More Light is Shed on Mutual Funds Disclosure

Increased disclosure about mutual funds may give investors more information for their decisions.

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A prospectus for a mutual fund describing that fund’s objectives, financial statements, and history probably doesn’t sound like a fun read to most people. But a prospectus is an important document that adds detail and helps potential investors become more informed when making investment decisions.

The added information has made a wealth of knowledge available on many mutual funds. This knowledge can potentially add to the confidence of an investor, should one take the time to get to know their mutual fund.

Even Congress has jumped into the mix. In 2005, Sen. Daniel Akaka from Hawaii proposed the Mutual Fund Transparency Act, which would call for increased disclosure of mutual fund fees, as well as taking a more critical look at mutual fund advertising. While the bill was referred to committee, it signaled an increasingly watchful eye being focused on mutual funds by Washington.

So what are some of the latest areas of mutual fund disclosure to be affected?

Holdings – In 2004, the Securities and Exchange Commission (SEC) ruled that mutual fund companies must post their portfolio holdings every quarter through the SEC’s Electronic Data Gathering, Analysis, and Retrieval System, known as EDGAR. This allows mutual fund investors to find out if, and how, the fund is following its stated investment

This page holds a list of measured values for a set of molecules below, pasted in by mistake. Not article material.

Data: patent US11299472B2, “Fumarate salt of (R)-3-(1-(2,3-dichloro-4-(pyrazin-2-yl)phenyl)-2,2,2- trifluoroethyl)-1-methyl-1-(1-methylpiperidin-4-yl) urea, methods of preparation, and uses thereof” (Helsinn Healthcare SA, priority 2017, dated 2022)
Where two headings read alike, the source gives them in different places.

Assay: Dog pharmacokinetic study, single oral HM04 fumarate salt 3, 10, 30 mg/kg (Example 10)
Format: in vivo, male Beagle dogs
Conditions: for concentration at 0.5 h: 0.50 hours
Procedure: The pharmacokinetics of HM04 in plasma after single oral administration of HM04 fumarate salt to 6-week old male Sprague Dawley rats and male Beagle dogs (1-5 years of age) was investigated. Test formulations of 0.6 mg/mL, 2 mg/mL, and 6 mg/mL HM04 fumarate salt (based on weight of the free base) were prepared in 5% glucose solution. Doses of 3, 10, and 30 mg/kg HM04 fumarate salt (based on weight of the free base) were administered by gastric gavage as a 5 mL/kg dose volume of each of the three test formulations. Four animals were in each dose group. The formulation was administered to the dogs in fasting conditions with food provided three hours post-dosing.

objectives.

Fund Manager Compensation and Holdings – Fund managers are required to disclose how they are paid, and by fully knowing how the fund managers’ pay is structured, you can consider if their objectives and plans are similar to your own. Fund managers now must also disclose how much they have invested in the fund, within a certain dollar range.

Fees – Also in 2004, the SEC decided that mutual fund companies must disclose the amount of fees they charge per $1000 invested, as well as per $1000 invested assuming a hypothetical 5% gain. The increased transparency allows investors to compare fees to other mutual funds and decide if higher fees translate to performance.

Breakpoints – The SEC wants mutual fund companies to do more to inform investors of potential breakpoint discounts on large purchases.

These are just a few of the many disclosures and transparencies that are being encouraged or required by the SEC. The increased regulations are expected to continue in an effort to provide more information to investors.

To know every small detail of a specific mutual fund is a tedious task, but it is one that many financial professionals perform in order to give their clients informed recommendations. While you, as an investor aren’t expected to know everything, it does help to know that the extra information is available and more readily accessible than ever before. In the end, the more knowledge you have of your investment, the more confident you’ll be of your choice.